We may go by many different names; Independents, Americans for Prosperity, Freedom Works, 912 Groups to name a few. … This unified group would gather together to share fellowship and inspiration; not unlike when our Lord sat and talked with his disciples and like our nations first leaders who outline those spiritual principles. …

We believe in a Godly nation and a Christian nation. … We believe that Liberalism and Socialism are the enemy of our people. … We believe in Vouchers for private education and that government should stay out of education. … We believe People have the right to bear arms and the duty to overthrow their Government when it fails to perform and when resolution and legislation fail to correct it. We believe administrations who violate our constitutional rights and lawmakers who pass laws they do not read should be held accountable and not only sent home for their wrong doings but punished to the full extent of the law. We the People do not want any more Rinos or half way Republicans. We want true conservative Republicans!

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As we get ready to elect members of Congress in another few weeks, reflect on what members of Congress do. They may espouse positions, and cast votes. But that’s only a small part of what they do. They’re also there to provide some specific services. Some of them do it well, and some … not so well.

At Ridenbaugh Press, we had cause to reflect on this today.

Our small business produces several periodical subscription publications (you can find them pretty easily around this site), and several federal agencies have for some years been among the subscribers. Mostly, we have no problem dealing with them. But one agency (after some thought, we’ll let pass its name) has been difficult in the billing department – not in ordering the publications, or in its willingness to pay, but in the method of payment. We don’t take certain credit cards and – in contrast to other federal agencies we’ve dealt with – that is, this agency said, the only way it will pay.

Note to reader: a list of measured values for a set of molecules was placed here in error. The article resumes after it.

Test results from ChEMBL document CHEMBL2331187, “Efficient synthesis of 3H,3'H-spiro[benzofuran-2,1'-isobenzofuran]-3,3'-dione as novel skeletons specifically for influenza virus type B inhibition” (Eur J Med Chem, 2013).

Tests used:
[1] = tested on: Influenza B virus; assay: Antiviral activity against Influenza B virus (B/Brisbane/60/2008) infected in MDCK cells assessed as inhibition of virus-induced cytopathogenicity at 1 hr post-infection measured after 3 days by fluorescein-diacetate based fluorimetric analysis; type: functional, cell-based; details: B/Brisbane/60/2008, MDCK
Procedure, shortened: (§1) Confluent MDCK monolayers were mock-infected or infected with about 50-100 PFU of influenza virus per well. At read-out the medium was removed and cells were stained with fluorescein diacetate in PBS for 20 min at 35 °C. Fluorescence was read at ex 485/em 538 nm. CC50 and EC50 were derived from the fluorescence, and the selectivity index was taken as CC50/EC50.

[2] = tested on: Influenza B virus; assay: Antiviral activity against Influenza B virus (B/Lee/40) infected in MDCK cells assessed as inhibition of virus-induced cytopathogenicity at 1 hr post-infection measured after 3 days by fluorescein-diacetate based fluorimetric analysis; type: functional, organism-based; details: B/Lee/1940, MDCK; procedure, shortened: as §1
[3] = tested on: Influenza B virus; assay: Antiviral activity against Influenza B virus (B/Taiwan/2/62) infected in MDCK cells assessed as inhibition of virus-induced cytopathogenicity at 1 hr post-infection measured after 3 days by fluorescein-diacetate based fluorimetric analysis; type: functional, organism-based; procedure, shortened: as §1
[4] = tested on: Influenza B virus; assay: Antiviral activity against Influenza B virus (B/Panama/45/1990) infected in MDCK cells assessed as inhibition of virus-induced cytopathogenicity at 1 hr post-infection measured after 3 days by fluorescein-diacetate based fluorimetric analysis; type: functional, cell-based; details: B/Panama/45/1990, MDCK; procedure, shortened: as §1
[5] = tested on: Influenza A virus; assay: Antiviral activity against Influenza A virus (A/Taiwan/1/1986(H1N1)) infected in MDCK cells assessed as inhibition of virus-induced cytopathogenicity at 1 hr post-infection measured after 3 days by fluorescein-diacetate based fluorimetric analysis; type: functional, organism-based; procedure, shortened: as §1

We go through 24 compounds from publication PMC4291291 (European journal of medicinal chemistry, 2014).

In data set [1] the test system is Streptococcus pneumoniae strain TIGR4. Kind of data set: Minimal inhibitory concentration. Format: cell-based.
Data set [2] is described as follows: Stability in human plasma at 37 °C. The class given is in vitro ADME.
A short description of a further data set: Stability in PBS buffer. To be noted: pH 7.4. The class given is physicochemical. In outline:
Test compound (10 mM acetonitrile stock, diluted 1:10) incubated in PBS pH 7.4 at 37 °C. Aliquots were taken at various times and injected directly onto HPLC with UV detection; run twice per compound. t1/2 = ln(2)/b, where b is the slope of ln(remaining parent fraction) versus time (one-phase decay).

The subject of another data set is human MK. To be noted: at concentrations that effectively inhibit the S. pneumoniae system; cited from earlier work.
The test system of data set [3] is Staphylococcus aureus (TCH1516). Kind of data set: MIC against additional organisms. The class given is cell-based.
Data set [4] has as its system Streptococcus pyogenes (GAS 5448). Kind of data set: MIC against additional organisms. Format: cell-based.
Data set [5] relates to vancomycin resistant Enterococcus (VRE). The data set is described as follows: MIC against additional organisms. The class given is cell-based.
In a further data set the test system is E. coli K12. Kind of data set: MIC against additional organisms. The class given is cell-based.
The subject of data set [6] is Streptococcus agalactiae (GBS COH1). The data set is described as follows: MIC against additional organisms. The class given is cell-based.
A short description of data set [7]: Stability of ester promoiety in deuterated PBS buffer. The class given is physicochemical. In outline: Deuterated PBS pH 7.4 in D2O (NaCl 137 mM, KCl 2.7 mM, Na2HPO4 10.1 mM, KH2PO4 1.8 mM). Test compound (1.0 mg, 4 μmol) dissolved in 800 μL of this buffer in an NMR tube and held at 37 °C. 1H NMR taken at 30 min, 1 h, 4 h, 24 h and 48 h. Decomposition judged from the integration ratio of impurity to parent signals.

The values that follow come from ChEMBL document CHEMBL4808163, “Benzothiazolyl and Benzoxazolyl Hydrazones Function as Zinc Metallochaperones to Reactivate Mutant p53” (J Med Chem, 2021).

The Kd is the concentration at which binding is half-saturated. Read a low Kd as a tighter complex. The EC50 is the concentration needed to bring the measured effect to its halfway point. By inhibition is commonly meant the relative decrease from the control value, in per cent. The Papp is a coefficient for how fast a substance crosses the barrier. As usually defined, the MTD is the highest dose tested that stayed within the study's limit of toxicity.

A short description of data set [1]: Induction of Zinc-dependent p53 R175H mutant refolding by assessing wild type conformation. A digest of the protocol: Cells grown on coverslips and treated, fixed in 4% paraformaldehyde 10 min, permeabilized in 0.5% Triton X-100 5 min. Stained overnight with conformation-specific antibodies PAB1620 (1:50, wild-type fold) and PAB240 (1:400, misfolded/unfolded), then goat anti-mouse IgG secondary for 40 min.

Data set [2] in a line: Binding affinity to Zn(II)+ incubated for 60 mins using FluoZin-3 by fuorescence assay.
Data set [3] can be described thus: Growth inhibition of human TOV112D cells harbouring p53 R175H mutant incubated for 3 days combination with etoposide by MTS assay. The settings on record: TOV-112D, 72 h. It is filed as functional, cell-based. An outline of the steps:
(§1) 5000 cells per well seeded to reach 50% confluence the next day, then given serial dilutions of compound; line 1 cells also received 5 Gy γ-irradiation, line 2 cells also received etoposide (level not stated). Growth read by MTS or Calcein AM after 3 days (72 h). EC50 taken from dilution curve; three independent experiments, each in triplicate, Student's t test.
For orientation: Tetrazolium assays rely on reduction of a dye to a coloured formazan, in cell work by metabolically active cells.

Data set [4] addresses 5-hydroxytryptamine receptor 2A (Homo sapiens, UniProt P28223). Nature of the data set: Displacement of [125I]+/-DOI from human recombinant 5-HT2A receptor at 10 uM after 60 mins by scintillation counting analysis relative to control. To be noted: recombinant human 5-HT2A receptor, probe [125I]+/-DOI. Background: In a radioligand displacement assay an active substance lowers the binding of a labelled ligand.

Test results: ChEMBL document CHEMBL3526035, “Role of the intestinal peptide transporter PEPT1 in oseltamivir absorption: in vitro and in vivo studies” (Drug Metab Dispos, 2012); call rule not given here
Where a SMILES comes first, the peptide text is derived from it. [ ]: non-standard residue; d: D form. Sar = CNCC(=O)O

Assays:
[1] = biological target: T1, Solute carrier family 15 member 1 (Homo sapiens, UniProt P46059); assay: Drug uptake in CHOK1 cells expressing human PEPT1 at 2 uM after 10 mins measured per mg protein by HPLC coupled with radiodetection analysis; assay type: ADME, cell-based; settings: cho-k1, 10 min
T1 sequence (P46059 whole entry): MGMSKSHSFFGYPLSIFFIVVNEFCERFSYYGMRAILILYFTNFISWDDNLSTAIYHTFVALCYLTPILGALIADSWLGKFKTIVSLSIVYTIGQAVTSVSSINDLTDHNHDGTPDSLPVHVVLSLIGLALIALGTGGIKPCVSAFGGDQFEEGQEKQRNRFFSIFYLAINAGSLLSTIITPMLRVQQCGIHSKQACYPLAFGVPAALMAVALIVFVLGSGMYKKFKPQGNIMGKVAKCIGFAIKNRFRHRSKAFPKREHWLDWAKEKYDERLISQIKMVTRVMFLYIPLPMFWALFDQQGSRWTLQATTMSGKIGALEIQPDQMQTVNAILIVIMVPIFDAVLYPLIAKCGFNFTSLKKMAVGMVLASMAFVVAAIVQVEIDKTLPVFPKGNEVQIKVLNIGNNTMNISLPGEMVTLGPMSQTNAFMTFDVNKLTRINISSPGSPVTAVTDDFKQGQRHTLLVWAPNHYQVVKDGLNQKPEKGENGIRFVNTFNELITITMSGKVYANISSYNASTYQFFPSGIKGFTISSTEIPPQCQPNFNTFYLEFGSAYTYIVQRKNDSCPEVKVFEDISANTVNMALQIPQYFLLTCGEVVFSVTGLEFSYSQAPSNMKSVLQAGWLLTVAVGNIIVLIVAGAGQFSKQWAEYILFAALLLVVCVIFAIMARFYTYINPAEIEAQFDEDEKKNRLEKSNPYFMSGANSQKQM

So we hit a brick wall. For months. Then years.

Finally, yesterday, we decided to call our congressman, or at least his office. He is David Wu (Oregon’s 1st district), and his staff patched us through to a staffer who works with the agency in question. He took the information and promised to get back to us.

Before he had time to, the agency did – within hours. It offered to pay its bill in a way we had previously suggested but it had said was impossible. Of a sudden, it was possible. The bill is now paid. Would not have happened that way but for Wu’s office.

Get into a jam with the feds, your congressman (or staff) often can help out. Constituent service is an important part of what members of Congress do, and it seldom gets noted, and not all members of Congress are equal in this service. How well will your member of Congress work for you, as opposed to spouting positions (and eagerness to do one often seems inverse to eagerness to do the other)? A point worth thinking about as those ballots arrive.

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How can you tell when a candidate really thinks he’s demonstrably ahead? One of the best measuring sticks is an unwillingness to debate, or at least to cut the number of debates as far as possible.

In the two major contests in Idaho, gubernatorial – between Republican incumbent C.L. “Butch” Otter and Democrat Keith Allred – and the 1st District U.S. House – between incumbent Democrat Walt Minnick and challenger Raul Labrador – debates have or will occur. (The gubernatorial candidates already had one faceoff in Idaho Falls.)